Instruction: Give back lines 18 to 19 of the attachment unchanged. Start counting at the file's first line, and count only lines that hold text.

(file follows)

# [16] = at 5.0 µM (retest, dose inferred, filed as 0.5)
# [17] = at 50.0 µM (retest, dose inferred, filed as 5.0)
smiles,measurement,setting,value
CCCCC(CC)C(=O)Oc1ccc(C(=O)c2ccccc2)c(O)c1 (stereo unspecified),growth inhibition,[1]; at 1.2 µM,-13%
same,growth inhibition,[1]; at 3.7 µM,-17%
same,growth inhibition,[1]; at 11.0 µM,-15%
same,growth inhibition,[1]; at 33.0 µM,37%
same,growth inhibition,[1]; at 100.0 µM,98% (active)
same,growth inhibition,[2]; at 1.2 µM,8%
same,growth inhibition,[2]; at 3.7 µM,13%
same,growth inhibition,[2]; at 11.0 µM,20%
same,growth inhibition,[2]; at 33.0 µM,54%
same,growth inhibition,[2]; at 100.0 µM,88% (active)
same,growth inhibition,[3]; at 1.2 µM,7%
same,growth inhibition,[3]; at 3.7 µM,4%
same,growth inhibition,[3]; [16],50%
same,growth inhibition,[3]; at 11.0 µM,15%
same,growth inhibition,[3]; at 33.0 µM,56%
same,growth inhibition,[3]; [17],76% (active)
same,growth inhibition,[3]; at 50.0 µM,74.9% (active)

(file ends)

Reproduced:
same,growth inhibition,[3]; at 33.0 µM,56%
same,growth inhibition,[3]; [17],76% (active)